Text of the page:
The Most Depressing Radiohead Song, According to Science


Radiohead possess a unique catalog of songs filled with a deep sense of sorrow. From the haunting isolation of “Creep” to the gentle melancholy of “No Surprises,” their lyrics and accompanying music often consist of sadness.

Although various bands are still famous for creating sad music, Radiohead took it to the next level. Over the course of nine albums spanning three decades, they successfully introduced a melancholic sonic experience into the mainstream.

Remarkably, their lyrical themes centered around social exclusion, mental health struggles, and modern anxieties resonated profoundly with audiences. Radiohead became synonymous with melancholy music. Soon, the influential rock band’s contribution to the music world became unforgettable.

While many found solace and a sense of connection in Radiohead’s music, some struggled to embrace the pervasive themes of sadness within their lyrics and melodies.

Frontman Thom Yorke once addressed criticism that labeled their music as overly depressing, expressing his disagreement and finding it “offensive.” During a 2003 interview with Musique Plus, he elaborated, saying, “The reason I find it offensive is that – to me – it implies that suffering from depression is akin to being inferior or carrying a stigma, which it shouldn’t be because there are a significant number of people who battle with depression.”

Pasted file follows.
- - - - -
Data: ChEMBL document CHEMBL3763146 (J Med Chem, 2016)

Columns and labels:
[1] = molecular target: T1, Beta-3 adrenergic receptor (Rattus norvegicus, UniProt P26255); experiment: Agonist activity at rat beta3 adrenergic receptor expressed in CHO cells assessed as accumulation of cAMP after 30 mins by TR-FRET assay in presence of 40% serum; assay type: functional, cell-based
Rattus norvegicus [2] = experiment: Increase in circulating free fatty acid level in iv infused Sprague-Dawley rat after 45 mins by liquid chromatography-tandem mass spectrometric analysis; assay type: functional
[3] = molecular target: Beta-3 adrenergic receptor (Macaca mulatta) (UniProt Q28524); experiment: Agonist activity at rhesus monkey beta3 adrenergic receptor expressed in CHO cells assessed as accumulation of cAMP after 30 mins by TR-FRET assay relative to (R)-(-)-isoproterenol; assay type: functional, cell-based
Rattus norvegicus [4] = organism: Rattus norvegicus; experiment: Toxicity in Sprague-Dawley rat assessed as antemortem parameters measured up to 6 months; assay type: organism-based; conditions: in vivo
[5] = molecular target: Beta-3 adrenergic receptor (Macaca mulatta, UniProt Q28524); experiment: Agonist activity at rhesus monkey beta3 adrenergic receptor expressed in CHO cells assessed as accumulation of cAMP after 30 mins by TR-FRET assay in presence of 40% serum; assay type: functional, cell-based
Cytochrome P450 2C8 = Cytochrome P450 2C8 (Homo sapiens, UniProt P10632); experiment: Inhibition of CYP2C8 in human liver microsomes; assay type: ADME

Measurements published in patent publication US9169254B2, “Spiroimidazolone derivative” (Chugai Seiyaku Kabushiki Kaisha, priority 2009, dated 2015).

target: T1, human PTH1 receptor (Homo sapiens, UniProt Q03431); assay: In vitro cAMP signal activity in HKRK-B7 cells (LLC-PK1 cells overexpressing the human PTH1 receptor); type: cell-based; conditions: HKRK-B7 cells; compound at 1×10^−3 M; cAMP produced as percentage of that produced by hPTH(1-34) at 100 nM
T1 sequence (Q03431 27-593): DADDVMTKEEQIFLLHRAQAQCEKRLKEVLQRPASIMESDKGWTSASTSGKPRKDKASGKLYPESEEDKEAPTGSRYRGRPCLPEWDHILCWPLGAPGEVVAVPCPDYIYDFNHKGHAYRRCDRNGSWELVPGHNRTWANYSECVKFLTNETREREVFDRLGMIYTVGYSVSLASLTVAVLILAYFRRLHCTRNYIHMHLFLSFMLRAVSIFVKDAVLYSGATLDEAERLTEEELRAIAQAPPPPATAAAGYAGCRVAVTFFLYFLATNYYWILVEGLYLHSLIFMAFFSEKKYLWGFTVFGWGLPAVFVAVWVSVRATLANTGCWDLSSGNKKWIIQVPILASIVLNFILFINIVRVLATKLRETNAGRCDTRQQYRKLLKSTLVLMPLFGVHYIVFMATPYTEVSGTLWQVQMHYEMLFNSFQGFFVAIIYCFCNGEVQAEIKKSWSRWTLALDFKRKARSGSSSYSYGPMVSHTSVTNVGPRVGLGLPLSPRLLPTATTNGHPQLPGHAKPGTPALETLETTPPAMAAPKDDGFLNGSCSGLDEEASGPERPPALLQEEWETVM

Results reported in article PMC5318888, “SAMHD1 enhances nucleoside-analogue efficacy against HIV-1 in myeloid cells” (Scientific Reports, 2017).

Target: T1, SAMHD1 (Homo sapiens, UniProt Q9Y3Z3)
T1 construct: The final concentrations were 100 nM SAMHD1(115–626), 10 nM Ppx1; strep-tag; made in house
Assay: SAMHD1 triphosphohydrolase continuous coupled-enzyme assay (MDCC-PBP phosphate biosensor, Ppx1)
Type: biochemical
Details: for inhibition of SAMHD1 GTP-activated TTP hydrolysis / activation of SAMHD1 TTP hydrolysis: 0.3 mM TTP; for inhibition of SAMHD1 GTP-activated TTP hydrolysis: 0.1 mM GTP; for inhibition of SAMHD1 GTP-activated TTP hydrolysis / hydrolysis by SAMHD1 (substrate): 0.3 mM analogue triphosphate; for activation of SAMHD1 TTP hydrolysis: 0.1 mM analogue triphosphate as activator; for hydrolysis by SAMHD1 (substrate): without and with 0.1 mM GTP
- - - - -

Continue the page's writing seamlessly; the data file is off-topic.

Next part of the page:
Yorke advocated for open discussions about depression, emphasizing, “It shouldn’t be treated as the ultimate taboo because I grapple with it, and many others do too. It should be a topic that is openly acknowledged and accepted.”

Yorke’s personal struggles with depression often found their way into his music. He explained, “At times, I create music when I’m in that emotional state because I’m living through it. But in reality, it’s not always about suffering. Sometimes, it’s a source of inspiration, but occasionally, it does represent a mental health challenge.”

In conclusion, Yorke stated, “I take issue with those who dismiss art or music simply because it is perceived as depressing, as much creative power arises from that emotional space.”

The creative force of mental health struggles undeniably resonates within Radiohead’s extensive discography. But which song stands out as their most melancholic?

A data scientist and engineering consultant, Charlie Thompson, once tackled this question through data analysis. Using Spotify’s Web API, Thompson employed valence metrics and lyrical density to calculate a “gloom index” for each track.

The results align with the expectations of seasoned Radiohead fans. The band’s 2016 album, “A Moon Shaped Pool,” was the most melancholic album. Its final track, “True Love Waits,” crowned as the saddest song in their repertoire. It received a gloom index score of just one. On the flip side, the cheeriest song, “15 Step” from “In Rainbows,” achieved a perfect score of 100.

“True Love Waits” exemplifies the profound creative force that Yorke passionately defends. It weaves haunting piano melodies with Yorke’s heartrending vocals, making it a contender for Radiohead’s most melancholic track while also showcasing its immense emotional power.

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